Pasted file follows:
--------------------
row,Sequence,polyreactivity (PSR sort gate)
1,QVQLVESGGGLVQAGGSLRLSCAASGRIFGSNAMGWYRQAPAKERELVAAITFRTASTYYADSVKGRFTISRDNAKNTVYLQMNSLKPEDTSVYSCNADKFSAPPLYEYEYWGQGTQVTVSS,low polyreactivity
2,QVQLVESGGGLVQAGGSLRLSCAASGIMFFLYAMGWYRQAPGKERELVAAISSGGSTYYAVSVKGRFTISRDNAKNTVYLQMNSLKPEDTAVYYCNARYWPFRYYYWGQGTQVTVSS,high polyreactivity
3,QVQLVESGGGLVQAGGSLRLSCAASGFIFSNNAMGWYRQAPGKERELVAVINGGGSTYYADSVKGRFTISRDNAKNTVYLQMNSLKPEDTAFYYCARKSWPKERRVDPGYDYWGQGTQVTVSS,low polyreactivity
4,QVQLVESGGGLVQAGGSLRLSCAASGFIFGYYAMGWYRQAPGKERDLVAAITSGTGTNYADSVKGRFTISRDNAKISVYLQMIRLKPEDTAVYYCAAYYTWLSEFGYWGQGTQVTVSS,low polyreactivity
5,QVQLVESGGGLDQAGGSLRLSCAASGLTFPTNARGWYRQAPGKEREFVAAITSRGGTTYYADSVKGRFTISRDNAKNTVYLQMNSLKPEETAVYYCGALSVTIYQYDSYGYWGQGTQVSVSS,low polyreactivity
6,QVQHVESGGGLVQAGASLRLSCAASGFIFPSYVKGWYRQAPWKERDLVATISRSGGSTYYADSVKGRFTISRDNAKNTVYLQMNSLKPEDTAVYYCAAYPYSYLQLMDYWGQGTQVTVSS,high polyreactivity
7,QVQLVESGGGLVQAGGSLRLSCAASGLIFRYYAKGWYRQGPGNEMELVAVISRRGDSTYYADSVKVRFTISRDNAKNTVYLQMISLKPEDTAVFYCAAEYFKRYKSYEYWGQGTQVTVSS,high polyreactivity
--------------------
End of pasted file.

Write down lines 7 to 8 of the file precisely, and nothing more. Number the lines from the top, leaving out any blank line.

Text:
6,QVQHVESGGGLVQAGASLRLSCAASGFIFPSYVKGWYRQAPWKERDLVATISRSGGSTYYADSVKGRFTISRDNAKNTVYLQMNSLKPEDTAVYYCAAYPYSYLQLMDYWGQGTQVTVSS,high polyreactivity
7,QVQLVESGGGLVQAGGSLRLSCAASGLIFRYYAKGWYRQGPGNEMELVAVISRRGDSTYYADSVKVRFTISRDNAKNTVYLQMISLKPEDTAVFYCAAEYFKRYKSYEYWGQGTQVTVSS,high polyreactivity